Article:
Yesterday we went out for a lovely lunch at a restaurant my brother in law told us about. It was in a nice country setting and the sun was shining all day, and now the sun is shining again today. I do love it when we get periods of warm settled weather in England. We have such a beautiful country but so often the summers are cold or wet and so we go off abroad to get some sun!

I am putting up a new picture of me in Spain this time. I have just agreed a contract for five new books with Severn House. A new Linda Sole trilogy - sagas this time. Also the third in the Anne Herries Upstairs Downstairs trilogy and one other. I have finished revising the second in the A Season In Town trilogy for Mills & Boon and have one more book to write.

More importantly, we have a squirrel visiting the garden again! We did miss them so when they all disappeared last year!

Love to you all, Linda

Monday, 28 April 2008

Too Hot To Handle

Too Hot To Handle will be republished in June. This is the new cover. I love it!

My latest from Severn House - the first of the Upstairs Downstairs Trilogy. Second book coming in June!
Chateau Despair/Linda Sole/Red Rose Publishing
My new ebook coming soon.
Coming soon to Red Rose Publishing!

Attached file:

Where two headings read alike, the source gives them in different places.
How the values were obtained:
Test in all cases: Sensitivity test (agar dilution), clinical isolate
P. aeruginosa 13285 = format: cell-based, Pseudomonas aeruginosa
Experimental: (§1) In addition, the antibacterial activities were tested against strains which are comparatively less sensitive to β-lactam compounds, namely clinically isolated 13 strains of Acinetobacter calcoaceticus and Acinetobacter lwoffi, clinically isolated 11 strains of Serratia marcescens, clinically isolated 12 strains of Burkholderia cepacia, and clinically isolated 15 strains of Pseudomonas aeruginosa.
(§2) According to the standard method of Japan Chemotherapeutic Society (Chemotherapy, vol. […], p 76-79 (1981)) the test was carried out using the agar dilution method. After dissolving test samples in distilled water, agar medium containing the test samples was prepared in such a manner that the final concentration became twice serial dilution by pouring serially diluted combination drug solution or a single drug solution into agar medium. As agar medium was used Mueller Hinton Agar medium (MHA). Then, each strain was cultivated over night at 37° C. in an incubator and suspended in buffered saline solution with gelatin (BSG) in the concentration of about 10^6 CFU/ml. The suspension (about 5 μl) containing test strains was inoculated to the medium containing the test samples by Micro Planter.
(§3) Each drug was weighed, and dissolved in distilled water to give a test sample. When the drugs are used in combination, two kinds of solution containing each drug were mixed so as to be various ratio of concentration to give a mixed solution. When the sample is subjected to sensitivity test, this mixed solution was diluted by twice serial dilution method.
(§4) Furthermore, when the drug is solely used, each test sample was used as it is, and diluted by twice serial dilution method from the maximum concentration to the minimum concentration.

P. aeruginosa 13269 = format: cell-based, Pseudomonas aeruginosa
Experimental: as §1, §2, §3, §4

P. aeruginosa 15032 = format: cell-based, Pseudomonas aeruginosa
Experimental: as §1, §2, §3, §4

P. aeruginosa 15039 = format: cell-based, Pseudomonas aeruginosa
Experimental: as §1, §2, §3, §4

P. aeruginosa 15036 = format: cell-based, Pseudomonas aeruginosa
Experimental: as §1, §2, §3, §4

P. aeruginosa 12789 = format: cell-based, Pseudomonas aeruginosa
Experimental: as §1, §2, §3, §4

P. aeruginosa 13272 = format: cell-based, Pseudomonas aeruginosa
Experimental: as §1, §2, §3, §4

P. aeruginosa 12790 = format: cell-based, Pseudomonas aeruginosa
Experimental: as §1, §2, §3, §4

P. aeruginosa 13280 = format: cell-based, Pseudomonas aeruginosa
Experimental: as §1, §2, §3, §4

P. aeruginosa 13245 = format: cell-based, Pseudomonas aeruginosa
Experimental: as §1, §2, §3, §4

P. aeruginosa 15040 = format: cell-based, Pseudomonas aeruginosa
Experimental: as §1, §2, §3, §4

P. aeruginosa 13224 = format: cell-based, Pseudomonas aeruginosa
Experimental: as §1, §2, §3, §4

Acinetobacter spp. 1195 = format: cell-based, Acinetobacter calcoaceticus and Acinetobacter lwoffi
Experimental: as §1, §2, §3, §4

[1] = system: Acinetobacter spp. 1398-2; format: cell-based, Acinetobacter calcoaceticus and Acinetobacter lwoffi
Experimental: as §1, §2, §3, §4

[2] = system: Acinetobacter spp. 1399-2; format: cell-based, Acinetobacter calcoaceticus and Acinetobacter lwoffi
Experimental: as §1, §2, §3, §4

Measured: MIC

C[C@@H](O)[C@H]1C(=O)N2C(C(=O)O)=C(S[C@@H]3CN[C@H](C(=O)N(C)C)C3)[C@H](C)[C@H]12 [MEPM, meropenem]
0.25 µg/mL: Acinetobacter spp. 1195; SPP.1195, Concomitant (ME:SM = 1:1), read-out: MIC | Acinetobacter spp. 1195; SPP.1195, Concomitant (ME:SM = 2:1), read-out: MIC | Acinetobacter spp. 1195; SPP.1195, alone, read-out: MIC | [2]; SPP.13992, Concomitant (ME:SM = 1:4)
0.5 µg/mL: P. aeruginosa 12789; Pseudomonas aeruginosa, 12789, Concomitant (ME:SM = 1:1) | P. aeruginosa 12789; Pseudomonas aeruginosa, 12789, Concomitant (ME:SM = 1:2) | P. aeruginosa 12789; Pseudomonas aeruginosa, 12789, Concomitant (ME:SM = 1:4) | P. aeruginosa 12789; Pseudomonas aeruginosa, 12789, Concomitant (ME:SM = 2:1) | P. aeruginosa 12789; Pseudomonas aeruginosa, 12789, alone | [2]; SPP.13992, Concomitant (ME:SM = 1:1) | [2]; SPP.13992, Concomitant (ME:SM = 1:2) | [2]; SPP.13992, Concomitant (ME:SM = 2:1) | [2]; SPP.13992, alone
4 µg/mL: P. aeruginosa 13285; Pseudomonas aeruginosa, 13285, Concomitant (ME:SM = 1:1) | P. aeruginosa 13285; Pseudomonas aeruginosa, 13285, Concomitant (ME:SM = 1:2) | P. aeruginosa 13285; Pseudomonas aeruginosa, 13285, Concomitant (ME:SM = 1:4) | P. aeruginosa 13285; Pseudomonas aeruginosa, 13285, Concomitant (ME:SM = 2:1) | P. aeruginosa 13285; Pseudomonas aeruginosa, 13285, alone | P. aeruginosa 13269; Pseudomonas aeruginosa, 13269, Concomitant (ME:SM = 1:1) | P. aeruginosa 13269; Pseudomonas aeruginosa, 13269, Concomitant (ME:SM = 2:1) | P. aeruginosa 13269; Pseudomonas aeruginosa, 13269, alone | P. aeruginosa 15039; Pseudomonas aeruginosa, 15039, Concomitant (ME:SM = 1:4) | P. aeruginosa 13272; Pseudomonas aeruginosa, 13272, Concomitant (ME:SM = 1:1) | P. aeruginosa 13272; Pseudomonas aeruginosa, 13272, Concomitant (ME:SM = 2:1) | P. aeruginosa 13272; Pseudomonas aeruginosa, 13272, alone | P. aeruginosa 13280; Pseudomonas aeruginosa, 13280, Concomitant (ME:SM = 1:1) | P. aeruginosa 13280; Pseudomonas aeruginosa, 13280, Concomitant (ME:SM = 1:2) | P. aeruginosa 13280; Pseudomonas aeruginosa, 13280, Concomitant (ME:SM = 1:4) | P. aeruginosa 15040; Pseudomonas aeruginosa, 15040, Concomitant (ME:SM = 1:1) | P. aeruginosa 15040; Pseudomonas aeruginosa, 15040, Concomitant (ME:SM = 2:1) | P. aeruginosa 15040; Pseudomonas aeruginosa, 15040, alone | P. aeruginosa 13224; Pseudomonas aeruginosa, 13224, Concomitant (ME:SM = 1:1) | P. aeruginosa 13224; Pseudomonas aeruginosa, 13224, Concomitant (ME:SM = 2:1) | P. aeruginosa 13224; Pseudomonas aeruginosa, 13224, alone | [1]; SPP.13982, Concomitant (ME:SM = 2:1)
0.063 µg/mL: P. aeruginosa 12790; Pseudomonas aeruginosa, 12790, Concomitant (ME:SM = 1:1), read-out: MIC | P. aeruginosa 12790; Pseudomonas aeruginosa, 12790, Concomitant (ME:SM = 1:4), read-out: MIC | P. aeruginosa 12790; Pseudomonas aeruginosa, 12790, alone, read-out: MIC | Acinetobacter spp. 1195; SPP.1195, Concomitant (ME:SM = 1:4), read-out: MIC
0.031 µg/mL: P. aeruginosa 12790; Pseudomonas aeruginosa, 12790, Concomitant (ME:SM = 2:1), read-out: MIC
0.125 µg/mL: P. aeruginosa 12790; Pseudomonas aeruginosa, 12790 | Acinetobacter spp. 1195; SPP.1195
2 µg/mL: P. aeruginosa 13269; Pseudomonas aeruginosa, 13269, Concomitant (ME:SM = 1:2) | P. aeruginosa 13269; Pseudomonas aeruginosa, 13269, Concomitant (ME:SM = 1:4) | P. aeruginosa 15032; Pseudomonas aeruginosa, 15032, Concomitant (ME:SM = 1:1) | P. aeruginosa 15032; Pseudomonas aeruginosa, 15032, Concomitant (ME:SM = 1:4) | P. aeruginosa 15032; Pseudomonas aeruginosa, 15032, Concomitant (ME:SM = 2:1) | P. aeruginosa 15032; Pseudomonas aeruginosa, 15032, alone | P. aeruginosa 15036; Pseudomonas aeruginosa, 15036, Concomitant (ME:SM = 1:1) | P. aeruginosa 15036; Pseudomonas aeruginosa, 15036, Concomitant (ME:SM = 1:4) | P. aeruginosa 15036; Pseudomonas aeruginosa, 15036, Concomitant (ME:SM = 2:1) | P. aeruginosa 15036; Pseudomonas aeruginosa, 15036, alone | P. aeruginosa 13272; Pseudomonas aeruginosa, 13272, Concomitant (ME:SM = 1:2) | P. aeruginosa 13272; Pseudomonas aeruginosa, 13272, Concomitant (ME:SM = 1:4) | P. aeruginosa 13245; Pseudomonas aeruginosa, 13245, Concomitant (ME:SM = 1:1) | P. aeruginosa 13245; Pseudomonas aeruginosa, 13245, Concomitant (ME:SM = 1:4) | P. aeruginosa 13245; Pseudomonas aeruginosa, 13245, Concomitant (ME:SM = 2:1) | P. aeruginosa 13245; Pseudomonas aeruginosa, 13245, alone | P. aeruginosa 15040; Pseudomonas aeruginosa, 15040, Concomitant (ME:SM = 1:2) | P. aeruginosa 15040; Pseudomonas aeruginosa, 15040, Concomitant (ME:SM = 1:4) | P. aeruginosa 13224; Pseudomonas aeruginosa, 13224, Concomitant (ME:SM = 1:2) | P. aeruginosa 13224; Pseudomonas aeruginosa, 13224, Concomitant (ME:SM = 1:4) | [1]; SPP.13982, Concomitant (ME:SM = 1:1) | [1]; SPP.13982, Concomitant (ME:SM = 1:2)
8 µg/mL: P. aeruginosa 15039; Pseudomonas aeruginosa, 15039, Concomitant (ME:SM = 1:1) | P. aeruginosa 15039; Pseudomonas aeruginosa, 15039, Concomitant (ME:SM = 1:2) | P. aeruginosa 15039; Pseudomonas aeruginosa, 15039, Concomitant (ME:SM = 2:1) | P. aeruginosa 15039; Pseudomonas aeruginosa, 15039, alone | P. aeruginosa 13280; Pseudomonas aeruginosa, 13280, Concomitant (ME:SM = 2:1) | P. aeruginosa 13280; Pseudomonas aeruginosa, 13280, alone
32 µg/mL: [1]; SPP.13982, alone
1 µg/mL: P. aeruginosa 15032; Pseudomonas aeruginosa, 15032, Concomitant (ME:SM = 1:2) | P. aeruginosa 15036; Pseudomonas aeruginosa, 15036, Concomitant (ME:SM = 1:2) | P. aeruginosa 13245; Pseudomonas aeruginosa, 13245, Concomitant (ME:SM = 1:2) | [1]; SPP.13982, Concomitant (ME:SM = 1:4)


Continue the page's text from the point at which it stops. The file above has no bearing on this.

FRANCE JANUARY 1921Madame Fanchot watched in triumph as the child entered the world in a mess of slime and blood. However, her feeling was short-lived as she turned to its mother. She was dying. Her labour had been long and hard, and the months of carrying had taken their toll. No one would care what became of her or her child. She’d been foolish and careless and her behaviour had brought shame to her family. For herself, she could have little reason left to live, but Madame Fanchot knew that she feared for her child."Where is she?" The woman’s voice was barely more than a whisper. The blood drained out from between her thighs, sluggish and thick. Madame Fanchot gave up any attempt to staunch it. She believed nothing more could be done to help the woman, or perhaps she was either too indifferent or too ignorant to try to save her. "Let me see her…just once.""She is beautiful, Madame," Madame Fanchot said. She laid the small bundle in the mother’s arms. The child was wrapped in nothing but the shawl the woman had been wearing when they’d found her wandering in the woods some hours earlier. "You have a lovely daughter.""I want to call her Elena," the mother said. "Her name is Elen…"The rattle of death caught in her throat, causing her head to fall back against the pillows."She has gone," a man said from the doorway. He spat on the floor of the filthy cottage. "So perish all such whores as they deserve.""You are too harsh, Jean," his wife said. She took the squalling child from its mother and held it to her breast to quiet it. "How can you know who or what the poor woman was? She has scarcely spoken a word since we found her wandering.""No decent woman would be alone in a wood in her condition," he muttered sourly. "If she came of good family they threw her out – and she isn’t wearing a wedding ring.""That doesn’t mean she was a bad woman," Madame Fanchot gave the dead woman a pitying look. "What are we to do with her now?""I’ll bury her in the wood. I’ve no money to pay the priest for a proper burial for a stranger?""But shouldn’t we tell someone? Supposing someone comes looking for her or the child one day?""We never saw her.""What of the child?" she cried in horror at his callous words."Get rid of it…" He growled deep in his throat . "I don’t mean kill it – take it to the church. Leave it near the altar. The priest will know what to do. It won’t be the first time he’s had to deal with an abandoned bastard I’ll swear. I don’t care what you do with it, just get it out of the house.""The shawl is hers. Was there nothing else – no ring or trinket of any kind that might help them to trace who the child’s mother was?""Nothing," he muttered in a way that immediately told her he was lying. "Nothing at all."She scowled at him. If he’d stolen something from the woman, he would likely keep it until he thought it was safe to sell. She would not receive the smallest part of his ill-gotten gains, even though she was the one who’d gone through the trouble of attending the woman."I’m going to take the child," she told him. She hated his brutality; she hated the poverty of her life. She wished she dared to leave him and take the child with her. It was impossible. Poor as her life is, it was still better than starving on the streets. "If you mean to bury the woman, Jean, be careful. If anyone sees you there could be trouble.""No one will see," he shrugged. "No one ever comes to the woods these days. Not after what happened up at the chateau."Madame Fanchot crossed herself as she hurried out into the bleakness of a cold winter evening. The chateau remained empty for the past five years, save from the crazy old woman that owned it. The last of her family, she had lived there alone, hardly seeing anyone since the tragedy. Madame Fanchot’s mind shied away from what had happened all those years ago.Indeed, she did not truly know for sure what had happened at the chateau. She’d only heard the rumours, but it was certain three people were brutally murdered there.Shivering, she ran all the way to the church. She looked about her, but could see no one. Hurriedly, she deposited her bundle behind the priest’s pulpit. He would surely see it there when he came to take evening confession.Afraid and guilty for leaving the child, Madame Fanchot made the sign of the cross over her heart and then ran from the church hastily. In her anxiety to get away, Madame Fanchot failed to notice the figure sitting quietly in the shadows. Nor did she ever know what happened after she’d left, though there would be times over the years when she wondered what had become of the child. Times when she believed she knew…